India’s census: Michele Bachmann’s worst nightmare

Some fringier elements of the American right have lately come to the conclusion that the whopping ten questions on this year’s U.S. census constitute some sort of flagrant and sinister invasion of privacy. I can only image what Michele Bachmann, Glenn Beck and co. would make of India’s planned "biometric census," which kicked off yesterday:  ...

By , a former associate editor at Foreign Policy.
571801_census2.jpg
571801_census2.jpg
TO GO WITH AFP STORY BY ELIZABETH ROCHE A census official (R) aids Indian President Pradibha Singh Patil (2 L) to record details of her and her family members on the launch day of the 2011 census at the Presidential Palace in New Delhi on April 1, 2010. About two and a half million officials have begun the task of collecting national population information across India's 650,000 villages and 5,500 towns and cities to record the chaotic South Asian nation's teeming billion-plus population. AFP PHOTO/RAVEENDRAN (Photo credit should read RAVEENDRAN/AFP/Getty Images)

Some fringier elements of the American right have lately come to the conclusion that the whopping ten questions on this year's U.S. census constitute some sort of flagrant and sinister invasion of privacy. I can only image what Michele Bachmann, Glenn Beck and co. would make of India's planned "biometric census," which kicked off yesterday: 

India is launching a new census in which every person aged over 15 will be photographed and fingerprinted to create a biometric national database.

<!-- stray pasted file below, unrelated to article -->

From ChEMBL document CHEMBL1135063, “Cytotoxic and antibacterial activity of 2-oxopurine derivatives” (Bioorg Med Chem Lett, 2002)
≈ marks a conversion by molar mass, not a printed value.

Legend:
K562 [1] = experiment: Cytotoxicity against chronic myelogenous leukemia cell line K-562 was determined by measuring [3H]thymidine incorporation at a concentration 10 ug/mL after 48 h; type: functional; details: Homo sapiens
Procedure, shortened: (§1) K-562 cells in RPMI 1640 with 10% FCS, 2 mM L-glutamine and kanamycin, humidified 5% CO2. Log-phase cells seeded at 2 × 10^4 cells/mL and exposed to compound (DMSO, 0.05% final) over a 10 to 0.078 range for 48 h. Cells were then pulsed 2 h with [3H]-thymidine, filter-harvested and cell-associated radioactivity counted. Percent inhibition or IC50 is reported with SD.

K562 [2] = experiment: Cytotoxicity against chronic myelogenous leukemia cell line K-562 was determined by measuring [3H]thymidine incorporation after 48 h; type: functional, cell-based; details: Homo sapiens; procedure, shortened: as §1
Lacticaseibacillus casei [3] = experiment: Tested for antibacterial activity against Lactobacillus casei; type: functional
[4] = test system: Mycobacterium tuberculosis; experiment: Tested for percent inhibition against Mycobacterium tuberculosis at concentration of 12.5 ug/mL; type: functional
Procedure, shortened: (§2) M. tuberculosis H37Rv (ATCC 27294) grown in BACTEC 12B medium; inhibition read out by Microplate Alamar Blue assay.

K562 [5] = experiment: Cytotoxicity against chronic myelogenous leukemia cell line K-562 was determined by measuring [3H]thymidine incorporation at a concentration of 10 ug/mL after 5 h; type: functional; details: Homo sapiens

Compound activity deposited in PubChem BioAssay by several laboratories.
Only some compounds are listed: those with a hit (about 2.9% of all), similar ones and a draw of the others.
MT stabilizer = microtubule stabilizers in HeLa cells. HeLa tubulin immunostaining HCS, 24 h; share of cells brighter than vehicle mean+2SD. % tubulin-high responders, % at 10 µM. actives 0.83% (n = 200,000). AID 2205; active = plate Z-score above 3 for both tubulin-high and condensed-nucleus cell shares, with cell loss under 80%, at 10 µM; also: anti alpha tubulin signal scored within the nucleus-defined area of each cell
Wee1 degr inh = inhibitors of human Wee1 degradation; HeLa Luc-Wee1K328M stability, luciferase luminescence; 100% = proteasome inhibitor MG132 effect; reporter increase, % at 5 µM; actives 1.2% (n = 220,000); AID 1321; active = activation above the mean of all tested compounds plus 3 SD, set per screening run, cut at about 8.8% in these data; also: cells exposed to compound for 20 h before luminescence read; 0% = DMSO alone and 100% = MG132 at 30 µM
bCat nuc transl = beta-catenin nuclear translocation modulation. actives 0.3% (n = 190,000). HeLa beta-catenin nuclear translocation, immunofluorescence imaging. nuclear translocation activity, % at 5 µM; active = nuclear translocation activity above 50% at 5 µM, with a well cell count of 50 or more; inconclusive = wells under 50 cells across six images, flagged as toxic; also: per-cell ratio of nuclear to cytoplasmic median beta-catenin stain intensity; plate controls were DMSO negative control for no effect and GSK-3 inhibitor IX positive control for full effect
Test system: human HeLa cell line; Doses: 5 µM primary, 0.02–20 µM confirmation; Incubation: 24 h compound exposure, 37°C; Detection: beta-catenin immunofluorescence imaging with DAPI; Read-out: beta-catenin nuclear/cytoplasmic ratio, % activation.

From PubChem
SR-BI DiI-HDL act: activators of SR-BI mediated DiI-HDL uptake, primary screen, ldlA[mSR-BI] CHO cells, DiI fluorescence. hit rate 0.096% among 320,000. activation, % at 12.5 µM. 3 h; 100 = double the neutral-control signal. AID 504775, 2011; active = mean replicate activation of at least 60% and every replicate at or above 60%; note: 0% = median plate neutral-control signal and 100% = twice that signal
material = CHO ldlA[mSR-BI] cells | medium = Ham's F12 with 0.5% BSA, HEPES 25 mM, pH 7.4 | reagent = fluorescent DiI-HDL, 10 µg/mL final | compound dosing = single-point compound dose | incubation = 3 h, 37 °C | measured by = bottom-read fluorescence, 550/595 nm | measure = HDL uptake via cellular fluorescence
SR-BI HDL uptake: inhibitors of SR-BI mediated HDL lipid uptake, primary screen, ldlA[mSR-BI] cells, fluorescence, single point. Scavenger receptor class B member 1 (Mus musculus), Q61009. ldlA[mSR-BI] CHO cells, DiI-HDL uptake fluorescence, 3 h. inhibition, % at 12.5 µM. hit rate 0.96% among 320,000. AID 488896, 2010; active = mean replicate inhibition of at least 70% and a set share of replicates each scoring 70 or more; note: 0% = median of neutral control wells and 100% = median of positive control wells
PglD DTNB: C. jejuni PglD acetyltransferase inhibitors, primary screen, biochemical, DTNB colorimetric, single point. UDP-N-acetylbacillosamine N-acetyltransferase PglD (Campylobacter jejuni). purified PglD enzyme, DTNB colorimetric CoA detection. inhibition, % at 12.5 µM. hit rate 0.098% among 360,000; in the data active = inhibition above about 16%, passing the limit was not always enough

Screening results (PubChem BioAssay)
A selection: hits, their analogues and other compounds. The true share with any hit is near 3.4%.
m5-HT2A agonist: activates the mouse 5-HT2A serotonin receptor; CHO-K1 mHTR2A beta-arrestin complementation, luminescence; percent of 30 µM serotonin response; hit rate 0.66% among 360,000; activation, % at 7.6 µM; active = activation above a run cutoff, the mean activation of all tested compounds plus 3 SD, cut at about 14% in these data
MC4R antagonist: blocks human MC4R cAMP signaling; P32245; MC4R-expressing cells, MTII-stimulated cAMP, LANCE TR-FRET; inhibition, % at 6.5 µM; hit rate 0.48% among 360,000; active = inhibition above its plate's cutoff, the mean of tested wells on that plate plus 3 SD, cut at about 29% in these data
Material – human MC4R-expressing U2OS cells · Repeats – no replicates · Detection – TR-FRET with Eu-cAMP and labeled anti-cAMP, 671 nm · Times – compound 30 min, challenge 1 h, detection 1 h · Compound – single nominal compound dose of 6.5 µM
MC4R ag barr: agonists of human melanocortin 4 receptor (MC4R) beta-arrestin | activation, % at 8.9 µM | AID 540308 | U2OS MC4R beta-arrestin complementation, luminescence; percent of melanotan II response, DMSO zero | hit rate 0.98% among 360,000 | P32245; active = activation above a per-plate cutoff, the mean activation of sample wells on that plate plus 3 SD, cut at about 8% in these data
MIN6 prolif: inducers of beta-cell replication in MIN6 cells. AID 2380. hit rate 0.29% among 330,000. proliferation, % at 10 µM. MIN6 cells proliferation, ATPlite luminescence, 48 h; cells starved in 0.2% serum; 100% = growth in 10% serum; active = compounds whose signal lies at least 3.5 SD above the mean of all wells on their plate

The government will then use the information to issue identity cards.

Some fringier elements of the American right have lately come to the conclusion that the whopping ten questions on this year’s U.S. census constitute some sort of flagrant and sinister invasion of privacy. I can only image what Michele Bachmann, Glenn Beck and co. would make of India’s planned "biometric census," which kicked off yesterday: 

India is launching a new census in which every person aged over 15 will be photographed and fingerprinted to create a biometric national database.

The government will then use the information to issue identity cards.

Officials will spend a year classifying India’s population of around 1.2 billion people according to gender, religion, occupation and education.

India’s interior minister says the census will be the largest in history. 

Kidding aside, this kind of census does seem a bit invasive to me and it will be interesting to see how much of a fuss Indian civil liberties groups raise over it. Surely there’s some middle ground between the Indian approach and the very minimal amount of information the U.S. government collects on its citizens. 

Hat tip: Chris Blattman

Joshua Keating was an associate editor at Foreign Policy. Twitter: @joshuakeating

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